The program will utilize the following criteria in selecting bridges for the rehabilitation program:
- Bridges evaluated as “exceptional” or “high” historic preservation priority. These are the rarest and/or most unique of the remaining population of historic metal truss bridges.
- Bridges not already funded on the STIP.
- Bridges whose owners have committed to maintain the bridge and have expressed an interest in the historic preservation value of the bridge. This commitment came verbally in the management plan, but will be more formalized as a “maintenance plan” as part of rehabilitation planning.
- The public interest in, and the public visibility of, the bridge. Emphasis will be placed on bridges that are highly visible and/or have strong public support for their preservation.
- Cost will be factored in to the selection. To the degree all other factors are equal, funds will be leveraged to get the “most bang for the buck” in terms of bridges that need less work, in order to preserve as many bridges as possible with these funds.
It is hoped that additional funds can be brought into the program to advance bridges through design prior to 2023 such that the 2023 funds can advance one or more bridges into construction. The emphasis of the program, at least initially, will be on bridges that can be rehabilitated to meet vehicular needs. A separate program is being piloted to support the adaptive use of bridges that cannot meet transportation needs.
Looking for More Information?
More information on this program will be posted to PennDOT’s cultural resource’s website as the details of this program are refined and with the finalization of the STIP in October 2020.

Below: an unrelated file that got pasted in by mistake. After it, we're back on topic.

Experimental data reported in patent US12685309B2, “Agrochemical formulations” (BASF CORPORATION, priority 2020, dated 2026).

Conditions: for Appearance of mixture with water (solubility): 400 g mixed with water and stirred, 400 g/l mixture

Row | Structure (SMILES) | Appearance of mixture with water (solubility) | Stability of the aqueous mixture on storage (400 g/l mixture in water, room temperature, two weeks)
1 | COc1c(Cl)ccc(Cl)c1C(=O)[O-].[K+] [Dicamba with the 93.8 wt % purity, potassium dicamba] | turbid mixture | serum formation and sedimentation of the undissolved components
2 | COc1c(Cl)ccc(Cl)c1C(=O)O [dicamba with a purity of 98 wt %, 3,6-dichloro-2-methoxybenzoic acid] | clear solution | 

Questions about the program can be addressed to PennDOT’s Cultural Resources Unit Manager, Kara Russell, at email@example.com.
Interested in learning more about historic metal truss bridges in Pennsylvania? Sign up for the Historic Metal Truss Bridge Newsletter!
This week’s post is by guest contributor Kara Russell. Kara is the Cultural Resources Unit Manager in the Bureau of Project Delivery, Environmental Policy and Development Section, of the Pennsylvania Department of Transportation.
Well, this appears to be an about face. And a welcome one at that. Pennsylvania always appeared to me to be the nation’s bad boy when it came to preserving America’s civil engineering heritage in iron and steel bridges. If this effort here amounts to tangible goals realized, Pennsylvania may have to surrender its Bad Boy crown to New Hampshire which has largely replaced the iron and steel bridges on the Granite State’s historic bridge inventory.
One bridge you should have a look at is the Sheepford Road Bridge at the York and Cumberland County border. The bridge is in the running for the Bridgehunter Awards in three categories and has been a focus of a campaign to save it. More here:
Please get the word out about the Bridgehunter Awards to allow for people to vote in ten categories including the ones the Sheepford is in.
Please note the ballot has three parts and people should follow directions if they want to get to all three parts and vote in all ten categories. Thanks!